Macedonia: The controversial Macedonian energy project alerted Albania, cross border problem?29. January 2014. / SEE Energy News
The rain that does not stop on Tuesday, filling dams on the Drim River from which Albania receives a large part of the electricity, and observers expect that the rain will reduce the number of participants in the protests of the disputed Macedonia’s energy project .
“Alliance against the diversion of the river” gathered, and on Monday held a protest in Tirana on the news about the possible problems for Albania if Macedonia implements the announced project of diverting river Radika.
Then Petrit Vasili, vice president of the Socialist Movement for Integration Party that is part of the ruling coalition, has requested that the Minister of Foreign Affairs Ditmir Bushati informs Parliament of this problem for a week.
According to the Macedonian project Lukovo Pole, Radika River water would be diverted from the Adriatic to Aegean Basin by building dam and new accumulation lake, and the Albanians fear that this would reduce the flow of water to their plants.
Experts from the “Alliance against the diversion of the river” are warning of the danger of earthquakes if Radika dries up, as well as of the potential economic damage because significantly reducing of the amount of drinking water would occurred in Albania, and by diverting Radika “Albania would lose 250 million kWh of energy per year,” transmitted the Albanian media.
Vasili claims that Macedonian project violates the applicable legal framework, agreement on Drim River, which was signed by Albania, Macedonia, Greece, Kosovo and Montenegro in 2011.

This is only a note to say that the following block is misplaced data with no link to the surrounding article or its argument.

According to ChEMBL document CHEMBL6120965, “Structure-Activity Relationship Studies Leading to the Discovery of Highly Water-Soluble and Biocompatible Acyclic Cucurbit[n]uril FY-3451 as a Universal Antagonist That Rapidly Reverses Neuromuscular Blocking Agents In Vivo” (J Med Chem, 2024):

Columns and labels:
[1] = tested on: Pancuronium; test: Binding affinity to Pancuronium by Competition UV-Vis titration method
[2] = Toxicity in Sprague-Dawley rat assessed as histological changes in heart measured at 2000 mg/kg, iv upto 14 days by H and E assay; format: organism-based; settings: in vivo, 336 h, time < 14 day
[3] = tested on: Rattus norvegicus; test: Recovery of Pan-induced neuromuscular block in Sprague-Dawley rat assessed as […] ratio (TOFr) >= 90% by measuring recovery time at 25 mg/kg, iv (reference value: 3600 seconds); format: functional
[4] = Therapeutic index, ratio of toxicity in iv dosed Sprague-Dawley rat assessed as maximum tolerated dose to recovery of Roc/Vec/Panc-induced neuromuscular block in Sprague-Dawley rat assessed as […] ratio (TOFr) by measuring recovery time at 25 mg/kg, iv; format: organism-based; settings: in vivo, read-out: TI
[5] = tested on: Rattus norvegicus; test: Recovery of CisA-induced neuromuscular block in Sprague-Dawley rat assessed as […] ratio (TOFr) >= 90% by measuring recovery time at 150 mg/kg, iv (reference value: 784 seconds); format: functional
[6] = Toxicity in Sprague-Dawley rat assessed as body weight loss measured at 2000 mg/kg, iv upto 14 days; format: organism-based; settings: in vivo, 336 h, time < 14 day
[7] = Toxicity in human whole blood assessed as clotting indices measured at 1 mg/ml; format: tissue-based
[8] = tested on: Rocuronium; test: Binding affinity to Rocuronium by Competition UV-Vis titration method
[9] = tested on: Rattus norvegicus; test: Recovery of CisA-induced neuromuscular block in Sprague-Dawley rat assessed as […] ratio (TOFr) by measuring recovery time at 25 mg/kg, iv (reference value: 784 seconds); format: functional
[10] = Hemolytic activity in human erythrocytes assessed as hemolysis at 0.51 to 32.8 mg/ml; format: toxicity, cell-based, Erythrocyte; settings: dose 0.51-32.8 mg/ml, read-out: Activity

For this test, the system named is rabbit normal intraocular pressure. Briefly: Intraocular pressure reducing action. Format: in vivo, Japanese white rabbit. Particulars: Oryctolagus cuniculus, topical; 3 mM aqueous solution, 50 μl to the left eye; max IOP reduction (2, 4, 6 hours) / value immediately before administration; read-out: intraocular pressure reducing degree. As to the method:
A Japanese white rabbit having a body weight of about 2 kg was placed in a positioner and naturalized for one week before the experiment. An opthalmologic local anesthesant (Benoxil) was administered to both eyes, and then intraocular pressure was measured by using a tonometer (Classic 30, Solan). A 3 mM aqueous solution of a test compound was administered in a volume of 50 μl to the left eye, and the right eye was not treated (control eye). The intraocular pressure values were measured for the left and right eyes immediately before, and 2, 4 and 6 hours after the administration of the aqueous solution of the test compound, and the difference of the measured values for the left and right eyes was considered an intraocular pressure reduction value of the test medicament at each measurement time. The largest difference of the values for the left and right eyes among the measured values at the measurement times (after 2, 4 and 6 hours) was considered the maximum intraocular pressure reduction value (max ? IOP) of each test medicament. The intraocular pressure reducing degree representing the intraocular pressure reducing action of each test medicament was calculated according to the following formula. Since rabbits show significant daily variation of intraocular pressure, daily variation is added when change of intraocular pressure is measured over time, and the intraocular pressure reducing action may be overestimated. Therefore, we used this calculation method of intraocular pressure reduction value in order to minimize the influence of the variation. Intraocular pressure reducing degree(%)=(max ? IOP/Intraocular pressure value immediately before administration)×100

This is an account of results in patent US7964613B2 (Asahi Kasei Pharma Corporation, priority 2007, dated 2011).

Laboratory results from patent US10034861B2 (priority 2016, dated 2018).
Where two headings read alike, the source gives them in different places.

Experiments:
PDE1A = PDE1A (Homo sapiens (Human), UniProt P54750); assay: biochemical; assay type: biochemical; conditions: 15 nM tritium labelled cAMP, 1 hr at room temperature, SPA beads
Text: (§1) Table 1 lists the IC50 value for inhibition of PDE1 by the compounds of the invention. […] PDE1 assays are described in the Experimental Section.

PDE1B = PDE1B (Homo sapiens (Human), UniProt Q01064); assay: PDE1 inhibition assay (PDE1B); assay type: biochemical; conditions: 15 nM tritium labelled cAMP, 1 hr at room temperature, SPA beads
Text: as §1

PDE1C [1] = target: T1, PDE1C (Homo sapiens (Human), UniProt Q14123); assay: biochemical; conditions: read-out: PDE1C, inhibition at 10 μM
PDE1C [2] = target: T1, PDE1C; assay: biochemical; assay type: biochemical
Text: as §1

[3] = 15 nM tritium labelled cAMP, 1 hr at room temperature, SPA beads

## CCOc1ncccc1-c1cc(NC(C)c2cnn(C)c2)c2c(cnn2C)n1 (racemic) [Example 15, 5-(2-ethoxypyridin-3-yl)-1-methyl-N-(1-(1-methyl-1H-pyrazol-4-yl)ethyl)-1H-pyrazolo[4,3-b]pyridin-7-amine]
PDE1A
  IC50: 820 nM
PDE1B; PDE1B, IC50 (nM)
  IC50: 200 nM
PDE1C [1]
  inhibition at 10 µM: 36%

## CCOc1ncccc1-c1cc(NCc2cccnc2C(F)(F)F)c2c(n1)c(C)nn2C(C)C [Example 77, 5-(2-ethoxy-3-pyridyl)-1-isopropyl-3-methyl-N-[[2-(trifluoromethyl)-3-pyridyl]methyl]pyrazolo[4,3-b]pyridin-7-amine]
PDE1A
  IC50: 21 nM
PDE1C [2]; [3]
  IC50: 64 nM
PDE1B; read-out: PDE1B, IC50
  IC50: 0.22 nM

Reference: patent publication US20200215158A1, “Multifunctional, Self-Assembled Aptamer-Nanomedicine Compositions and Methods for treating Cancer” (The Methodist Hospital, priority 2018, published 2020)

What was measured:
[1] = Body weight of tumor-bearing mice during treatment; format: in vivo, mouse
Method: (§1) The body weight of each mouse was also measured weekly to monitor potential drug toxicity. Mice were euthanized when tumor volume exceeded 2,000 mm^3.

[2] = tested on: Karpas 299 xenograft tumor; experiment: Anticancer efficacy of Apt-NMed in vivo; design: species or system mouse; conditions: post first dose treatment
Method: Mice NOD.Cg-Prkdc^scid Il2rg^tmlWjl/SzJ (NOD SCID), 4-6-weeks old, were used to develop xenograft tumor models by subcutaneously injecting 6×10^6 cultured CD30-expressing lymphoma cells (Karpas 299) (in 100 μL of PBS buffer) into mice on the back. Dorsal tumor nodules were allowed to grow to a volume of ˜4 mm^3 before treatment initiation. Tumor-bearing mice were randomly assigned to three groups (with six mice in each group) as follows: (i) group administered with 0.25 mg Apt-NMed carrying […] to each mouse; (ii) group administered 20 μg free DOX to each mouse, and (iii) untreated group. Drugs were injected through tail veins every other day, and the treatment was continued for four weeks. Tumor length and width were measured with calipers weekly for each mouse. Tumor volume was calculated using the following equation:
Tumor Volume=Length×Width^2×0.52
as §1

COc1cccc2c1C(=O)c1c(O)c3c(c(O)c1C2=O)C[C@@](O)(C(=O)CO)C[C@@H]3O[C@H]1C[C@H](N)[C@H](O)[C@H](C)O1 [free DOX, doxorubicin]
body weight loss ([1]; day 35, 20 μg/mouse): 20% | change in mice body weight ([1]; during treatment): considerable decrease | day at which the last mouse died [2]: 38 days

Protests will be held front of the building of the Albanian government, and they are encouraged by the media discovery of the letter from the Albanian Ministry of Foreign Affairs on the establishment of an intergovernmental working group to negotiate with Macedonia on the diversion of Radika.
And the opposition Democratic Party has asked the Albanian government intervention.
President of the Albanian government Edi Rama has already commented on the problem Radika on his Twitter and said that this is “a lot of noise for nothing” and that it “will not harm our interests,” but the opposition suggests how Rama’s first reaction was similar when it became known in mid-November that part of Syriac chemical arsenal could be destroyed in Albania. And then, the protests that have led ecologists led to changes in the decision, and journalist Hamza Hatika says it could be repeated.
Hatika, director of the Albanian portal kurajo.org, says that “the recent protests against the Syriac weapons were important lessons because Albanian citizens felt for the first time they could make a difference,” and that in the protests against the Macedonian project on river Radika “an important role will play inertia “.
“The rain may reduce the number of protesters, but the protests will continue,” expects Hatika.
Source; Serbia Energy See Desk
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